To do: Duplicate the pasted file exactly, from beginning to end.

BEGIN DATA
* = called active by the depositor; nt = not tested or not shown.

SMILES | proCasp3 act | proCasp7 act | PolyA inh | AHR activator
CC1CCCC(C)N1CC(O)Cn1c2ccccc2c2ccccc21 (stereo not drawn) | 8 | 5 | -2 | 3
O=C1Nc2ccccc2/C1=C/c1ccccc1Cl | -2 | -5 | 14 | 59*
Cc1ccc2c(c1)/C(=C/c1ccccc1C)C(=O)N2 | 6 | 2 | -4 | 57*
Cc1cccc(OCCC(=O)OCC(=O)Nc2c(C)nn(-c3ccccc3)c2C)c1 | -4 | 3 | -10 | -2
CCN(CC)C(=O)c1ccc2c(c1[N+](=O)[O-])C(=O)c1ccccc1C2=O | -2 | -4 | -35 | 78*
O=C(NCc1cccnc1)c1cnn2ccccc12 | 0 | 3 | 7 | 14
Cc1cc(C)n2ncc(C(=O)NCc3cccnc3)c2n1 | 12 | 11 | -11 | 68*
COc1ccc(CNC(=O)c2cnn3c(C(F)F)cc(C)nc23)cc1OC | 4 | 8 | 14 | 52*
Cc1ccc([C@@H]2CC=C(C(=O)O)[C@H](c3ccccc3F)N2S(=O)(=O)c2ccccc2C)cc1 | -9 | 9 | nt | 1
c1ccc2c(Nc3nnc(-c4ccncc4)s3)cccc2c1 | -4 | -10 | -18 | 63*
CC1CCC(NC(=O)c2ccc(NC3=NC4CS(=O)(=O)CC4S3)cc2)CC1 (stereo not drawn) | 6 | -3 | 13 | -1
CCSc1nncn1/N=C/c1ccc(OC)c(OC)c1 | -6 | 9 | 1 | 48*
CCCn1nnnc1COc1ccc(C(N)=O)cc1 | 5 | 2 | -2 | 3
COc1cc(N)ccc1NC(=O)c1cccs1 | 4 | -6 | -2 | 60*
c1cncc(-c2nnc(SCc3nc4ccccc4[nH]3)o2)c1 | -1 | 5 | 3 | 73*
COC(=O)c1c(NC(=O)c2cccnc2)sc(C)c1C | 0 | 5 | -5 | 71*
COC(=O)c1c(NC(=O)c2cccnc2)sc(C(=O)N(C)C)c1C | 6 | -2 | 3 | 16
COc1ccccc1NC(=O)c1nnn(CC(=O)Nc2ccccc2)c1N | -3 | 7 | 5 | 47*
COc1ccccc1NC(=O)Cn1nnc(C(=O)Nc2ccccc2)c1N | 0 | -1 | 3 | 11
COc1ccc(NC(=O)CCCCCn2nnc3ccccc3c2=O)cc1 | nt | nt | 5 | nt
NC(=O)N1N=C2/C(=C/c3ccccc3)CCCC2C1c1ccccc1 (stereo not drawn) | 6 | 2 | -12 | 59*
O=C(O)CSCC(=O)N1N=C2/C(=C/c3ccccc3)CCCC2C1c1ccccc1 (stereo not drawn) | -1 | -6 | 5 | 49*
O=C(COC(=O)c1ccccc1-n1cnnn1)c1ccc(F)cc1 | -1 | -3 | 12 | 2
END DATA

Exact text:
* = called active by the depositor; nt = not tested or not shown.

SMILES | proCasp3 act | proCasp7 act | PolyA inh | AHR activator
CC1CCCC(C)N1CC(O)Cn1c2ccccc2c2ccccc21 (stereo not drawn) | 8 | 5 | -2 | 3
O=C1Nc2ccccc2/C1=C/c1ccccc1Cl | -2 | -5 | 14 | 59*
Cc1ccc2c(c1)/C(=C/c1ccccc1C)C(=O)N2 | 6 | 2 | -4 | 57*
Cc1cccc(OCCC(=O)OCC(=O)Nc2c(C)nn(-c3ccccc3)c2C)c1 | -4 | 3 | -10 | -2
CCN(CC)C(=O)c1ccc2c(c1[N+](=O)[O-])C(=O)c1ccccc1C2=O | -2 | -4 | -35 | 78*
O=C(NCc1cccnc1)c1cnn2ccccc12 | 0 | 3 | 7 | 14
Cc1cc(C)n2ncc(C(=O)NCc3cccnc3)c2n1 | 12 | 11 | -11 | 68*
COc1ccc(CNC(=O)c2cnn3c(C(F)F)cc(C)nc23)cc1OC | 4 | 8 | 14 | 52*
Cc1ccc([C@@H]2CC=C(C(=O)O)[C@H](c3ccccc3F)N2S(=O)(=O)c2ccccc2C)cc1 | -9 | 9 | nt | 1
c1ccc2c(Nc3nnc(-c4ccncc4)s3)cccc2c1 | -4 | -10 | -18 | 63*
CC1CCC(NC(=O)c2ccc(NC3=NC4CS(=O)(=O)CC4S3)cc2)CC1 (stereo not drawn) | 6 | -3 | 13 | -1
CCSc1nncn1/N=C/c1ccc(OC)c(OC)c1 | -6 | 9 | 1 | 48*
CCCn1nnnc1COc1ccc(C(N)=O)cc1 | 5 | 2 | -2 | 3
COc1cc(N)ccc1NC(=O)c1cccs1 | 4 | -6 | -2 | 60*
c1cncc(-c2nnc(SCc3nc4ccccc4[nH]3)o2)c1 | -1 | 5 | 3 | 73*
COC(=O)c1c(NC(=O)c2cccnc2)sc(C)c1C | 0 | 5 | -5 | 71*
COC(=O)c1c(NC(=O)c2cccnc2)sc(C(=O)N(C)C)c1C | 6 | -2 | 3 | 16
COc1ccccc1NC(=O)c1nnn(CC(=O)Nc2ccccc2)c1N | -3 | 7 | 5 | 47*
COc1ccccc1NC(=O)Cn1nnc(C(=O)Nc2ccccc2)c1N | 0 | -1 | 3 | 11
COc1ccc(NC(=O)CCCCCn2nnc3ccccc3c2=O)cc1 | nt | nt | 5 | nt
NC(=O)N1N=C2/C(=C/c3ccccc3)CCCC2C1c1ccccc1 (stereo not drawn) | 6 | 2 | -12 | 59*
O=C(O)CSCC(=O)N1N=C2/C(=C/c3ccccc3)CCCC2C1c1ccccc1 (stereo not drawn) | -1 | -6 | 5 | 49*
O=C(COC(=O)c1ccccc1-n1cnnn1)c1ccc(F)cc1 | -1 | -3 | 12 | 2